"It will have a direct impact on your economy, and it will have a direct impact on America's national security," Obama told governors as they visited the White House as part of their annual conference.
Within hours of Republicans securing the Senate majority last November, McConnell vowed there would be no government shutdowns, but the immigration fight threatened to shut down the Homeland Security Department and undermine GOP promises that they would show the nation they could govern.
McConnell's move seemed aimed at dividing Senate Democrats who have been united against the $39.7 billion House-passed legislation that funds the Homeland Security Department through the Sept. 30 end of the budget year, while also rolling back Obama's executive actions granting work permits to millions of immigrants in this country illegally.
Aides said McConnell's bill would target only the executive actions Obama announced in November, not an earlier directive from 2012 that provided protections to hundreds of thousands of immigrants brought illegally to the country as youths.
That could make it more difficult for the handful of moderate Democrats who opposed Obama's executive actions when he announced them in November to vote against the legislation.
The move came as growing numbers of Senate Republicans called for Congress to jettison the immigration fight and pass a "clean" Homeland Security spending bill without immigration language. In wake of a federal court's ruling last week stating that Obama had exceeded his authority and putting his immigration policies on hold, several Senate Republicans said the courts were the best place to fight that battle.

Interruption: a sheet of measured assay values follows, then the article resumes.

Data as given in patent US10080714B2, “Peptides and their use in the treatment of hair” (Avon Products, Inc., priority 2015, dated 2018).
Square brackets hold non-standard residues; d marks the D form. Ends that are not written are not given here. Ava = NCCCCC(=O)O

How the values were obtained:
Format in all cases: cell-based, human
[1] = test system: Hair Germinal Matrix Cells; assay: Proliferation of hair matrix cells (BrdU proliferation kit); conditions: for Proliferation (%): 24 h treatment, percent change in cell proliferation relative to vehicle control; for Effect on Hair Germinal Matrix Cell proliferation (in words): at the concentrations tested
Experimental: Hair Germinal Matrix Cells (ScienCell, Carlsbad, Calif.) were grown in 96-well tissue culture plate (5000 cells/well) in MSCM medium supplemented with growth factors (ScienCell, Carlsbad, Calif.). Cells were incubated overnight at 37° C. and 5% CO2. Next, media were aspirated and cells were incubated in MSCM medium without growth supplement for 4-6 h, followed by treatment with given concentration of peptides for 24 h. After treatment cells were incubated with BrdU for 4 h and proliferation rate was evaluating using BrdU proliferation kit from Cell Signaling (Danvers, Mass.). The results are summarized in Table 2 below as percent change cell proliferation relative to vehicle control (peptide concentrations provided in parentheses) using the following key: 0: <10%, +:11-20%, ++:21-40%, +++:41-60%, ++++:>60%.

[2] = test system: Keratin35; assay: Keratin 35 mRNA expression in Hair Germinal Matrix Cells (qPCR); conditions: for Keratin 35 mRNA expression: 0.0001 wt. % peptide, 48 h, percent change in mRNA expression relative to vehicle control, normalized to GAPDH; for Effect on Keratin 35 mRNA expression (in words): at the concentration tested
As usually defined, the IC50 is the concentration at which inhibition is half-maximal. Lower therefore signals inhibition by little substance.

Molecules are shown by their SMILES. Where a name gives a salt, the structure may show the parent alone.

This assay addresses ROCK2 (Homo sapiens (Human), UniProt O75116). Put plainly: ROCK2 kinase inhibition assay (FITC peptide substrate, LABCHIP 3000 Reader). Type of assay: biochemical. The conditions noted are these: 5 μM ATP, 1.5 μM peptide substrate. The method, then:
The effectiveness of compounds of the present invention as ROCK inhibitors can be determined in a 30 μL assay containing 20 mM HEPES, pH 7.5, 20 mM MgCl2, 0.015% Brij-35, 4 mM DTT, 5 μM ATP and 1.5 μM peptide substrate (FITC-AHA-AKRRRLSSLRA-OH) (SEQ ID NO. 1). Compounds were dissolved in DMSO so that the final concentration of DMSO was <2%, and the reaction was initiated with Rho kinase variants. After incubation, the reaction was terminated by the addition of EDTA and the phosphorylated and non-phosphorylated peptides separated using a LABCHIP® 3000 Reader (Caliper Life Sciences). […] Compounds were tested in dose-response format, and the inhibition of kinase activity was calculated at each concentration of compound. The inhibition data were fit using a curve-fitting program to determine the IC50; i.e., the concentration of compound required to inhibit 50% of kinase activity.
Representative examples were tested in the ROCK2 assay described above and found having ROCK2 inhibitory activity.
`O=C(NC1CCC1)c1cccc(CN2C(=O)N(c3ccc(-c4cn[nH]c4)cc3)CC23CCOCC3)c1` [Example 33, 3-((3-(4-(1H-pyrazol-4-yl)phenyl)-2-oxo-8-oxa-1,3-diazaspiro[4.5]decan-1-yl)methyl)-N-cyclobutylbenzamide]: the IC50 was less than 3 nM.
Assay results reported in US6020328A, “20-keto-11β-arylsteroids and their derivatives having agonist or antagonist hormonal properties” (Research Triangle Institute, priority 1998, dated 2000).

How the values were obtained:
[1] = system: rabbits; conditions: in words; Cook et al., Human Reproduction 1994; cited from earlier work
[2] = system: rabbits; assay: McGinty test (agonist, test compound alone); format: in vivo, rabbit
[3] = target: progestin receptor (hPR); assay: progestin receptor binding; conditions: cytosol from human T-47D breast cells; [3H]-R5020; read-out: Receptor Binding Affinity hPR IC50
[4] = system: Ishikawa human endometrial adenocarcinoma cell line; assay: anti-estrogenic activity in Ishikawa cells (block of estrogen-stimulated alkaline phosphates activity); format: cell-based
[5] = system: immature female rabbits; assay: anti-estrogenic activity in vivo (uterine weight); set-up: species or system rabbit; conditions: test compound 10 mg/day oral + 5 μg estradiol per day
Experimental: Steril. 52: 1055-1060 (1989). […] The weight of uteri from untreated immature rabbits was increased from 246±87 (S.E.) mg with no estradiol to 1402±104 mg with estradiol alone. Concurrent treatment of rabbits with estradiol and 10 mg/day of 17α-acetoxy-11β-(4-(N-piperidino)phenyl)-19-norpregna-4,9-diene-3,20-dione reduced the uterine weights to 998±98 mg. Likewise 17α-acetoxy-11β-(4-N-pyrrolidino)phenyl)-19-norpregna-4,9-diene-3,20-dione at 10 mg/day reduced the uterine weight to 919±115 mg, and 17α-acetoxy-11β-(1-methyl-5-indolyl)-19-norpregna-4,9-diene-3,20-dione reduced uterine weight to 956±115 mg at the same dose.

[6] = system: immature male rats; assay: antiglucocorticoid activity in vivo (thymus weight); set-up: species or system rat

"Leave it to the courts. I think we have an excellent case before the Supreme Court," Sen. John McCain, R-Ariz., said Monday night.
The Obama administration on Monday asked U.S. District Judge Andrew Hanen in Brownsville, Texas, to put his ruling on hold and filed a notice of appeal of his ruling to the 5th U.S. Circuit Court of Appeals in New Orleans.
House conservatives, by contrast, said the court developments only strengthened their resolve to use the Homeland Security budget to fight Obama on immigration.
"A federal judge has confirmed that what we've done is the right thing," conservative Rep. Jim Jordan of Ohio said Monday. "I hope that the U.S. Senate can see the light and do the right thing."
A short-term extension of current funding levels remained possible, but lawmakers have only a few days to come up with even that partial solution before the agency's funding expires.
A Homeland Security shutdown would result in some 30,000 administrative and other workers getting furloughed. Some 200,000 others would fall into essential categories and stay on the job at agencies like the Border Patrol, Secret Service and Transportation Security Administration, though mostly without drawing a paycheck until the situation is resolved.